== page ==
Fuori ora il nuovo numero di KALEIDOSCOPE, da poco presentato in occasione dell’Art Basel Miami, con un numero speciale tutto dedicato al passato, il presente e il futuro di una delle più rappresentative forme d’arte visiva di sempre, la pittura. Per questa diciasettesima uscita la rivista d’arte contemporanea con base a Milano presenta un mix di interviste e approfondimenti su alcuni grandi pittori di ieri e di oggi, prendendo bene in considerazione la questione centrale di forme e contenuti della pittura nella contemporaneità. 224 pagine formato 22 x 28,7 cm, in arrivo tra le migliori edicole e online sul sito di KALEIDOSCOPE.
Sotto alcune immagini e ulteriori informazioni.
KALEIDOSCOPE Magazine Issue 17
We are pleased to announce the release of “Painting Forever,” a special edition of KALEIDOSCOPE entirely dedicated to the past, present and future of the medium. The most persistent of art forms—one that was once given up for dead, then revived and is now more alive than ever—painting has been at the core of an intense research process that we undertook in collaboration with writers, curators and artists of different origins, beliefs and generations, all of whom share a desire to examine its history and envision its forthcoming possibilities. The questions we asked, and asked ourselves, were: Which artists are practicing painting in a relevant way today? Which conceptual and formal strategies, which modes of presentation and diffusion, do they deploy? And, ultimately, why? What are contemporary painters’ motives, references and perspectives? This issue is the tentative answer, and one which will hopefully foster further debate.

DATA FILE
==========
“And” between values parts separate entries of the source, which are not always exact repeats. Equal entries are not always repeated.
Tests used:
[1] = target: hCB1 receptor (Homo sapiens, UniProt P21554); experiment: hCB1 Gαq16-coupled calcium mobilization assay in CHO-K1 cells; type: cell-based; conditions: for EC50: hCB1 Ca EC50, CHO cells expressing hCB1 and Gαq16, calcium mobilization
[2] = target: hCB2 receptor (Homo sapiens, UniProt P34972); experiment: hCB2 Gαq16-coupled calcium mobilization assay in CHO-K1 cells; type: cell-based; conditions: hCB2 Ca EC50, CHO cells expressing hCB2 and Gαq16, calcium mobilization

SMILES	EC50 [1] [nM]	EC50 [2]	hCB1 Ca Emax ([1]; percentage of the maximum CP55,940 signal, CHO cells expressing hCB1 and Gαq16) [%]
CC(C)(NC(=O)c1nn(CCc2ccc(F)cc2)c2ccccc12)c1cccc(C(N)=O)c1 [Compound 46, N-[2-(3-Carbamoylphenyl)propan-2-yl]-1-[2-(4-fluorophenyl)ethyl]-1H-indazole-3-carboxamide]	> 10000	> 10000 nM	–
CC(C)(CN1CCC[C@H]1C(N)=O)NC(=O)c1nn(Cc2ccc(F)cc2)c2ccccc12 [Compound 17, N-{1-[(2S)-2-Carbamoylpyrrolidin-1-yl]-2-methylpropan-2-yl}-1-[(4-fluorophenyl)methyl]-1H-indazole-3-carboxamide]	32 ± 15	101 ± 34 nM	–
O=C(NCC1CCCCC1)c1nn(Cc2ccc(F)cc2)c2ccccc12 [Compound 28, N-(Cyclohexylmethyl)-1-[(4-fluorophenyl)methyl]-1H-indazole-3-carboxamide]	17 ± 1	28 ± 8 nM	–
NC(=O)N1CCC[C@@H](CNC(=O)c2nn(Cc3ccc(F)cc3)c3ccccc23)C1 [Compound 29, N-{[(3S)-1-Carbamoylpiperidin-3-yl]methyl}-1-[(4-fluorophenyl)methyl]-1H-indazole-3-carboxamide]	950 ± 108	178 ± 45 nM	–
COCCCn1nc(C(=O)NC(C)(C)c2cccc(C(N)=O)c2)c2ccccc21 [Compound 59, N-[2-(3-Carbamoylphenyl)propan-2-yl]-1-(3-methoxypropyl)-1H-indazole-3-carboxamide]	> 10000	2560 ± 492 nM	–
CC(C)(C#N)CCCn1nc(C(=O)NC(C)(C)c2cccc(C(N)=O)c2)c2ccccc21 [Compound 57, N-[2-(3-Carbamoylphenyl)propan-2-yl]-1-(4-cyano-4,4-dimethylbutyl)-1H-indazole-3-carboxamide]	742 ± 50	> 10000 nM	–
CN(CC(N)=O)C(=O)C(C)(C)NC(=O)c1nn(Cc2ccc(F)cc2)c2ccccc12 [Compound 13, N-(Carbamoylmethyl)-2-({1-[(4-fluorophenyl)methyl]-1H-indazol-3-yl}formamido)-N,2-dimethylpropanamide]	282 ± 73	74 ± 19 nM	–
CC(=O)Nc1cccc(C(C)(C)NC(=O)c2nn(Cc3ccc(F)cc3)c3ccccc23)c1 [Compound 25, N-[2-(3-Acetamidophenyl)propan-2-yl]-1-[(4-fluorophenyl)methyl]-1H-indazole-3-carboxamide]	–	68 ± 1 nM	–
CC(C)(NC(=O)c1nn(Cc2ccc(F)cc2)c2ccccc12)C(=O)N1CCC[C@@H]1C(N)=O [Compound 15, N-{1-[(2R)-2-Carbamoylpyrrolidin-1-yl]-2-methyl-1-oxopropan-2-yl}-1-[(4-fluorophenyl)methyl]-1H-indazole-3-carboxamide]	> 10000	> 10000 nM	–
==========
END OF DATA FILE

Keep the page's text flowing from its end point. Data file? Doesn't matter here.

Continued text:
In the opening section of HIGHLIGHTS, we introduce you to the work of five emerging artists: Oscar Murillo, Ryan Sullivan, Allison Katz, Jonathan Binet and Tala Madani. All born in the 1980s in different parts of the world, they’ve chosen to explore, revisit, celebrate and challenge the idea and practice of painting, with a common spirit of engagement and varying degrees of irony and irreverence.
The MAIN THEME section, on the other hand, consists of extensive conversations with four artists born between the late 1950s and the early 1960s—Heimo Zoberning, John Currin, Amy Sillman and Michael Krebber—who represent divergent yet equally prominent and visionary approaches to the medium. Their common ground most revealingly lies in the influence they exert on a younger generation of artists. Accordingly, it’s no surprise that three of them hold teaching positions at eminent art schools, including the Academy of Fine Arts in Wien, Columbia University in New York and the Städelschule in Frankfurt.
The MONO section in this issue is likewise devoted to a painter, Los Angeles-based artist Dianna Molzan, whose practice occupies the liminal space between two-and three-dimensionality, between “pictures” and “objects,” and whose works convey a sophisticated research on abstraction encompassing elements drawn from the history of painting, as well as from design, fashion and visual culture at large.
Our section of REGULARS features the work of NY–based artist Nikolas Gambaroff and of Italian conceptualist Giorgio Griffa, alongside discussions with the director of a prestigious foundation dedicated to the legacy of Pablo Picasso and the curators of an ambitious group exhibition, “Painter Painter,” soon to open at the Walker Art Center in Minneapolis.
Finally, this issue is enriched with commissioned INSERTS by three exciting young artists—Marieta Chirulescu, Fredrik Værslev and Keegan McHargue—that have each contributed a unique and affecting visual take on the making and experiencing of painting today.